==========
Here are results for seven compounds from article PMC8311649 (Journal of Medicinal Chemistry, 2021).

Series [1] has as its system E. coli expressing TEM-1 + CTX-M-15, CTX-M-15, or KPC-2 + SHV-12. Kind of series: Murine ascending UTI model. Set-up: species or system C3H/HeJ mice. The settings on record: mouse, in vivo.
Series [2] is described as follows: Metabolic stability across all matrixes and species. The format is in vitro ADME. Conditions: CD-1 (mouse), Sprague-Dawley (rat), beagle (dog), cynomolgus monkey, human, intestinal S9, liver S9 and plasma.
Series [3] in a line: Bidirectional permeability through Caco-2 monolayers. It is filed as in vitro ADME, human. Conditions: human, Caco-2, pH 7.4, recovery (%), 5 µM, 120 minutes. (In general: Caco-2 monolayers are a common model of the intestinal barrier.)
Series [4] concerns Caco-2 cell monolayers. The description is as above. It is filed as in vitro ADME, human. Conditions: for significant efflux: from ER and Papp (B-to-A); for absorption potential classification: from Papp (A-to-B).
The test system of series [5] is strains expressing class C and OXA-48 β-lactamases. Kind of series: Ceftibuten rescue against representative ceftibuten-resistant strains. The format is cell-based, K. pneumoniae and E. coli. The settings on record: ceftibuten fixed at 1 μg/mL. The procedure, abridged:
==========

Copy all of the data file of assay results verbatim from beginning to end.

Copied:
Here are results for seven compounds from article PMC8311649 (Journal of Medicinal Chemistry, 2021).

Series [1] has as its system E. coli expressing TEM-1 + CTX-M-15, CTX-M-15, or KPC-2 + SHV-12. Kind of series: Murine ascending UTI model. Set-up: species or system C3H/HeJ mice. The settings on record: mouse, in vivo.
Series [2] is described as follows: Metabolic stability across all matrixes and species. The format is in vitro ADME. Conditions: CD-1 (mouse), Sprague-Dawley (rat), beagle (dog), cynomolgus monkey, human, intestinal S9, liver S9 and plasma.
Series [3] in a line: Bidirectional permeability through Caco-2 monolayers. It is filed as in vitro ADME, human. Conditions: human, Caco-2, pH 7.4, recovery (%), 5 µM, 120 minutes. (In general: Caco-2 monolayers are a common model of the intestinal barrier.)
Series [4] concerns Caco-2 cell monolayers. The description is as above. It is filed as in vitro ADME, human. Conditions: for significant efflux: from ER and Papp (B-to-A); for absorption potential classification: from Papp (A-to-B).
The test system of series [5] is strains expressing class C and OXA-48 β-lactamases. Kind of series: Ceftibuten rescue against representative ceftibuten-resistant strains. The format is cell-based, K. pneumoniae and E. coli. The settings on record: ceftibuten fixed at 1 μg/mL. The procedure, abridged: